As one law library director noted, "[m]ost telling for [law librarians], I think, is “key finding #2." The report noted that:
"Faculty placed very little importance on research, with just 4 percent citing it as the most important skill for recent law school graduates. In contrast, 18 percent of attorneys named research the most important skill a new lawyer should possess.
Look at the difference in the relative weight accorded legal research by law faculty compared to practicing attorneys that took part in the survey.
This survey conveys similar information as a survey from 2013 that said that:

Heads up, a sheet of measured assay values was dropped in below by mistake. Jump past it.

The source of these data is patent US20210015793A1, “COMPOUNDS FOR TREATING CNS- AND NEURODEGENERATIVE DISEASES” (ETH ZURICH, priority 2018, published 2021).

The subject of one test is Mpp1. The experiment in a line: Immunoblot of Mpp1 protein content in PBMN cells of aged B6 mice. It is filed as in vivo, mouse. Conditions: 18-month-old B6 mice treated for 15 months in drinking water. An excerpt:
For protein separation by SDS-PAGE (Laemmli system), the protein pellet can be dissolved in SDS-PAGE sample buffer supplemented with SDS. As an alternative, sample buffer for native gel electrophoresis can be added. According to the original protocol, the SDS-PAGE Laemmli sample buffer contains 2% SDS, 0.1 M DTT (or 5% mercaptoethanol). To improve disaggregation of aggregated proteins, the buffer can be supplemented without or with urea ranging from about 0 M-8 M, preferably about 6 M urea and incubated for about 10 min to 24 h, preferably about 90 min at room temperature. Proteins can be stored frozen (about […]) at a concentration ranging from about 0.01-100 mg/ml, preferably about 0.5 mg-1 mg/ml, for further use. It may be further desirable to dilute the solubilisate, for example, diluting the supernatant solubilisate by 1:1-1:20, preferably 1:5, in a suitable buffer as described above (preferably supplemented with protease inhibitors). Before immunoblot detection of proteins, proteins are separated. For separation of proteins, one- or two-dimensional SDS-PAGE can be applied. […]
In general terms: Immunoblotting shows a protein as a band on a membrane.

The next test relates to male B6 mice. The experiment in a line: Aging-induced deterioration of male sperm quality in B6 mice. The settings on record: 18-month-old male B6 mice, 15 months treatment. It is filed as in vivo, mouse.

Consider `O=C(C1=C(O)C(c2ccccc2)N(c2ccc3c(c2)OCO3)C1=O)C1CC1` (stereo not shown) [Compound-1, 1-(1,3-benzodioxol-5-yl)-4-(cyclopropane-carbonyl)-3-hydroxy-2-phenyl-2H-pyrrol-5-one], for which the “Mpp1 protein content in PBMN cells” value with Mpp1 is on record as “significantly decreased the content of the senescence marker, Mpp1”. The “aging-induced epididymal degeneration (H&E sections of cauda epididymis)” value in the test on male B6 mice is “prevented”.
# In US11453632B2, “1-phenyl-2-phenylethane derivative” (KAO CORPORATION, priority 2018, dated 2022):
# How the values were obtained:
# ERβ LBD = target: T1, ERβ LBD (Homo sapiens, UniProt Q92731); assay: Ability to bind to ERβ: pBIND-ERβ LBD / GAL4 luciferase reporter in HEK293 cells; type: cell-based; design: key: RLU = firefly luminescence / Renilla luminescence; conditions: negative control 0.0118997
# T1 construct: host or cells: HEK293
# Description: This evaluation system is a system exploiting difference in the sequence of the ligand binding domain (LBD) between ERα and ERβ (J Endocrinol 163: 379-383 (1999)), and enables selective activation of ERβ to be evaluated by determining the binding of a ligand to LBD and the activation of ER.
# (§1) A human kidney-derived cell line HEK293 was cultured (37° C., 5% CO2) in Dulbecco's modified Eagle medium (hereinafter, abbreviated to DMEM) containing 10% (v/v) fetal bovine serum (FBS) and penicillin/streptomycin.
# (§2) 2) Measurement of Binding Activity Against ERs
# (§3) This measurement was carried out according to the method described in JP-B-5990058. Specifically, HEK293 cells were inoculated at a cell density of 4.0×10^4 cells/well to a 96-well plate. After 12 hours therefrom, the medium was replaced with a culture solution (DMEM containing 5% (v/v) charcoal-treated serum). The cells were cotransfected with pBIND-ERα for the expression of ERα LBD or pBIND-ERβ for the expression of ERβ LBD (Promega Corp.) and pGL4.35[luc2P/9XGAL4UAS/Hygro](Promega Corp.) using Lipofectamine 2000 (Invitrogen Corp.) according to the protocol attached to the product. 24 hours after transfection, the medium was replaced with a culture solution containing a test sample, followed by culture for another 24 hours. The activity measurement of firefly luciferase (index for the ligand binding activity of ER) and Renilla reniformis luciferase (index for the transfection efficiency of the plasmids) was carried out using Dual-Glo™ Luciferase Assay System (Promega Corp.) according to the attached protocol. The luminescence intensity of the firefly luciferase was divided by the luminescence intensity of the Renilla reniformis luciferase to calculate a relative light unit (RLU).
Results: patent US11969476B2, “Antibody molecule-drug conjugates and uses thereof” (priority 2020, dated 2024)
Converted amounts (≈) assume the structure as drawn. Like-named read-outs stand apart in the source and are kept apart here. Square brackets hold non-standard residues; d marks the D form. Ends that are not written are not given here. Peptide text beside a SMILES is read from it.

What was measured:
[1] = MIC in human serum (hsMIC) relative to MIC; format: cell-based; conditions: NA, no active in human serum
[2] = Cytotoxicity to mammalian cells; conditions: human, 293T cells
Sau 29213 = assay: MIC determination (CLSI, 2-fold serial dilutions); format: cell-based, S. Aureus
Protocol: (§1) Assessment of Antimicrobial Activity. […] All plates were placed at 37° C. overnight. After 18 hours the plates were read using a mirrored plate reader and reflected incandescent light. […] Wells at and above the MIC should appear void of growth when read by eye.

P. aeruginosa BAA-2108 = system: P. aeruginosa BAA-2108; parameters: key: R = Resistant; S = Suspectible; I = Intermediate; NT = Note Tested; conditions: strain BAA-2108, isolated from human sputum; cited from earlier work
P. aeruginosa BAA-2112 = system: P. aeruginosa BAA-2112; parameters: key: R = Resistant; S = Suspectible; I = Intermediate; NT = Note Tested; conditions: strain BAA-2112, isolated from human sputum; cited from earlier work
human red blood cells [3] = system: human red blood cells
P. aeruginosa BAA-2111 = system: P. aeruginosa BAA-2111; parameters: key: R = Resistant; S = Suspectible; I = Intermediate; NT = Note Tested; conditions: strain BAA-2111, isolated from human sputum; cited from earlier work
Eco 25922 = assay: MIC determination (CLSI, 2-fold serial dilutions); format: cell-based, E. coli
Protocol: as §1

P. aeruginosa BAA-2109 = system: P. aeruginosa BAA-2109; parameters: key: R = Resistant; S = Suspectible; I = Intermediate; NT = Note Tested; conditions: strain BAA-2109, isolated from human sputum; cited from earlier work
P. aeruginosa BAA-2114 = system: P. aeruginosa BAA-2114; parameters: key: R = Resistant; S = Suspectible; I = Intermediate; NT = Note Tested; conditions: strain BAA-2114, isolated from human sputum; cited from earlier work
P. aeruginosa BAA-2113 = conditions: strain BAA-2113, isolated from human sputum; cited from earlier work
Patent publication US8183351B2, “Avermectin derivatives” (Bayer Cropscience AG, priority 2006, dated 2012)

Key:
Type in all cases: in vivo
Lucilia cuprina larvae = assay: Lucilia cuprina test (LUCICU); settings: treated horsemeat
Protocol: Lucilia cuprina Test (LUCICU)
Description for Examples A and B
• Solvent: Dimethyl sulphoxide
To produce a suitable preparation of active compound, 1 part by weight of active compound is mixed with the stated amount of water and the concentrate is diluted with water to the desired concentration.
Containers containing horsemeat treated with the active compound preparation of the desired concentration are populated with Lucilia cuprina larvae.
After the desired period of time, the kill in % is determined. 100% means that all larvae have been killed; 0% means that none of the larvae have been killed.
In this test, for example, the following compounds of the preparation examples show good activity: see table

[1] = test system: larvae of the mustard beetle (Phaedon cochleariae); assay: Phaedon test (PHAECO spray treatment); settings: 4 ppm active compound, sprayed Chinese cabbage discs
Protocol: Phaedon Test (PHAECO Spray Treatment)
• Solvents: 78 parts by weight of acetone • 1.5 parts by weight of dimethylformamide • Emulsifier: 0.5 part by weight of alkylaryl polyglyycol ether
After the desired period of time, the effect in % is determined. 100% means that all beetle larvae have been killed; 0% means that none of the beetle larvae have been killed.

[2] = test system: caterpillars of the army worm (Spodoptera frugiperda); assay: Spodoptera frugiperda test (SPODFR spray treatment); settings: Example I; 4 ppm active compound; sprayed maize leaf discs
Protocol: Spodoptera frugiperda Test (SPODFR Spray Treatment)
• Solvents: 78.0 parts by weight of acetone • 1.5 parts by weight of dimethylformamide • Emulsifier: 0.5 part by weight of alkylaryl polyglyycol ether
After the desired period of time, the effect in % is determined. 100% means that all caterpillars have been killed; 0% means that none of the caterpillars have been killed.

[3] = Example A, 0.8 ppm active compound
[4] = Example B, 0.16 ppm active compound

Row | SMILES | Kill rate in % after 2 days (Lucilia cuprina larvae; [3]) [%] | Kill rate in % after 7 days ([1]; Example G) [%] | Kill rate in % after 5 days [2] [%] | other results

- Newer attorneys spend more than 30% of their time doing legal research
- Approximately 50% of associates think legal research should be a larger part of the law school curriculum
Academic law librarians must use this type of feedback from practitioners to instill a strong legal-research focus in the curriculum.